Yurts are the best way to camp with little kids — and it’s already time to start planning for next summer.

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The first time I tried camping after having a child was when my son was six months old. We stayed at a friend’s cabin on her lawn in a tent. By about 10 p.m. I was convinced that it was too cold and moved the baby inside. Camping trip number one: fail.

The next summer I tried again — and again freaked out. This time, I was worried that the now-squirmy 18-month-old would get caught in the sleeping bag.

Another kid and three years later, and my husband and I were getting very antsy to get into the woods again. We needed to try something different, so we rented a yurt for one night at Kayak Point County Park, just north of Seattle. It changed everything.

Most yurts have electricity and small kicker heaters, so there’s no worrying about the cold. You bring your own linens, so you can use a sleeping bag, or whatever baby blanket your child is accustomed to. You can load it up with all your gear, and the kids can play inside if it starts to rain. And you can close the door for naptime and sit outside with your spouse and enjoy nature — almost like you used to.

Is it “cheating?” No way. You’re out of the city and the kids are in nature. You still cook outside and walk to the toilets. There are stands of trees overhead and the sound of birds in the morning. You pay more than for a campsite (they run $40–$70 a night), but a lot less than a cabin.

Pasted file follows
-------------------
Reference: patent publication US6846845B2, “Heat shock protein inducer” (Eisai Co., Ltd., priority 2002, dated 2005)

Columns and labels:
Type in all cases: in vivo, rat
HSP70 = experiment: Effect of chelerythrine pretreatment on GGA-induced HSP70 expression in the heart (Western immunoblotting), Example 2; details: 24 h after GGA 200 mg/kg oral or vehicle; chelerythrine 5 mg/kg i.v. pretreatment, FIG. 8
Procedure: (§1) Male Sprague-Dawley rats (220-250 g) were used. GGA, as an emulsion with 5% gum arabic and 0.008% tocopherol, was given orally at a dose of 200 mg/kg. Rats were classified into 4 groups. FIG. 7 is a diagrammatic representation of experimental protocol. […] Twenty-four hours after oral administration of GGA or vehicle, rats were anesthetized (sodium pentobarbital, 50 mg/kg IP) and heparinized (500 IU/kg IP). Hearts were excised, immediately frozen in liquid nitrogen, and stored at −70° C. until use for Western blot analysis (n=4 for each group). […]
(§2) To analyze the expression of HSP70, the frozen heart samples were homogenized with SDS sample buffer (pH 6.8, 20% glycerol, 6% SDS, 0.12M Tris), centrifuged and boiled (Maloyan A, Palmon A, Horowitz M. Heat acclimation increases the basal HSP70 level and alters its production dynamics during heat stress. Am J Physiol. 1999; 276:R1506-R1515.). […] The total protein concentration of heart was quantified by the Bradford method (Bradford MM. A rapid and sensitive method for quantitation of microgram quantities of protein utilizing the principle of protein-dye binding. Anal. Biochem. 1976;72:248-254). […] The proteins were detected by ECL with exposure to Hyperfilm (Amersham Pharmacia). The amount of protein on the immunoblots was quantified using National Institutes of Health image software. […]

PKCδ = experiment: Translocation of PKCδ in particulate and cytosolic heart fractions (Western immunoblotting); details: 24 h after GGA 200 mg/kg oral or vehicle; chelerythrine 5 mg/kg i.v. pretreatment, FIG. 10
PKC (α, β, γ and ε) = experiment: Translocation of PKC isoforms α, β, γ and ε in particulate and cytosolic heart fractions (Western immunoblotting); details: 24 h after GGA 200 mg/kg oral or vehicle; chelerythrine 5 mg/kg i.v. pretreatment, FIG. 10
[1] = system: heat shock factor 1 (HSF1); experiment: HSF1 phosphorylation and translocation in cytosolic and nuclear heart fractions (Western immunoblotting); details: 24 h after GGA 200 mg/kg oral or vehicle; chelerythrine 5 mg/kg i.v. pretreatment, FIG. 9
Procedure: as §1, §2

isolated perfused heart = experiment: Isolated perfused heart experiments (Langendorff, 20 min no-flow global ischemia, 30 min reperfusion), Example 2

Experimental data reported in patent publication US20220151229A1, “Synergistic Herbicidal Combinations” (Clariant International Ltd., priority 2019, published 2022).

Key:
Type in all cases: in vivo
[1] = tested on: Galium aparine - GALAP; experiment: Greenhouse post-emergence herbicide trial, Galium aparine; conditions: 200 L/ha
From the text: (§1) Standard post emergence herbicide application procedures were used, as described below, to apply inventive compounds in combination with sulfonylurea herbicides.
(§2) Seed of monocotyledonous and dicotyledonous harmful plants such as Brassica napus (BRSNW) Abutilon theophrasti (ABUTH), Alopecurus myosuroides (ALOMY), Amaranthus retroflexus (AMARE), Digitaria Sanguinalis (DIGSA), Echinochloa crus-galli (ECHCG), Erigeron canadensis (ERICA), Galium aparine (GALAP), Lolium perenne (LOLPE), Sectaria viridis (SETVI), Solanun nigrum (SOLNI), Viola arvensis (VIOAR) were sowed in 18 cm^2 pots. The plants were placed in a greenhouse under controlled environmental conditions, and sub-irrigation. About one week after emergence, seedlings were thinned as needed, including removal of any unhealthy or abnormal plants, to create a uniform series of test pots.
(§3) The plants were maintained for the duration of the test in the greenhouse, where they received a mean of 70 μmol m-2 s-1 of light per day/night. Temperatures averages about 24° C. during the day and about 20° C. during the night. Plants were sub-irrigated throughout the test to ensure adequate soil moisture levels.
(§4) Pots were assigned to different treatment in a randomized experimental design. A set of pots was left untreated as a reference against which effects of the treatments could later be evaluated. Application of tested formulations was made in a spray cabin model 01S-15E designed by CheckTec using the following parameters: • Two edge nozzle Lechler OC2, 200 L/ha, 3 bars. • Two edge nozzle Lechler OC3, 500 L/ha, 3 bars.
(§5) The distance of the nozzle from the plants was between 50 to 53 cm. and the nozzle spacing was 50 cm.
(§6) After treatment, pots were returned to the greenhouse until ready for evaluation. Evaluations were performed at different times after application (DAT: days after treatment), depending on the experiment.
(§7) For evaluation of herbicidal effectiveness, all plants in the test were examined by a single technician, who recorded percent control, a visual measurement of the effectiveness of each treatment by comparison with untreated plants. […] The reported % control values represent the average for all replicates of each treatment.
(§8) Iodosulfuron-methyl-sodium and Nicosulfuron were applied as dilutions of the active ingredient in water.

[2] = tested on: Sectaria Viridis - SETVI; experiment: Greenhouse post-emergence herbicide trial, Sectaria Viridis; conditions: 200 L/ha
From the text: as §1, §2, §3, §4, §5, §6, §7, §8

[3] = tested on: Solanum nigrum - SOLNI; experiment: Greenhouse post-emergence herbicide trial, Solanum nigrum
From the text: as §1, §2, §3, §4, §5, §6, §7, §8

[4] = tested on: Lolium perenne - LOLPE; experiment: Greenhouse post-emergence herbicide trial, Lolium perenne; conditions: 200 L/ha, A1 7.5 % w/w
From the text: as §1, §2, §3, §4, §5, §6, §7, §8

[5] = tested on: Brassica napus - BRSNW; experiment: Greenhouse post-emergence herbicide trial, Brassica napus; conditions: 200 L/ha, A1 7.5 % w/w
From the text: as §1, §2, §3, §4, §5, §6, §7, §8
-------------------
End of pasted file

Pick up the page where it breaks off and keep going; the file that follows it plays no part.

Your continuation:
Yurts provide the perfect mix of camping fun and home luxuries to make getting into the woods with little kids a lot easier.
Yurts provide the perfect mix of camping fun and home luxuries to make getting into the woods with little kids a lot easier.

Yurts are also great for people with mobility issues, as you don’t have to crawl into a tent and sleep on hard ground (there are mattresses on bed frames). On a trip this summer to Seaquest State Park, the gateway to Mount St. Helens, our yurt village was filled with families with young children on the weekend, and changed to retirees by Monday afternoon.

Although campsites are increasing their use of yurts, they’re still a small fraction of sites. Most campsites open booking nine months out, and planning way in advance is necessary for securing weekend dates. So check your calendars now and give yourself a little gift for next summer. That way, as everyone heads out of town, you won’t be left in the city, dreaming of the woods.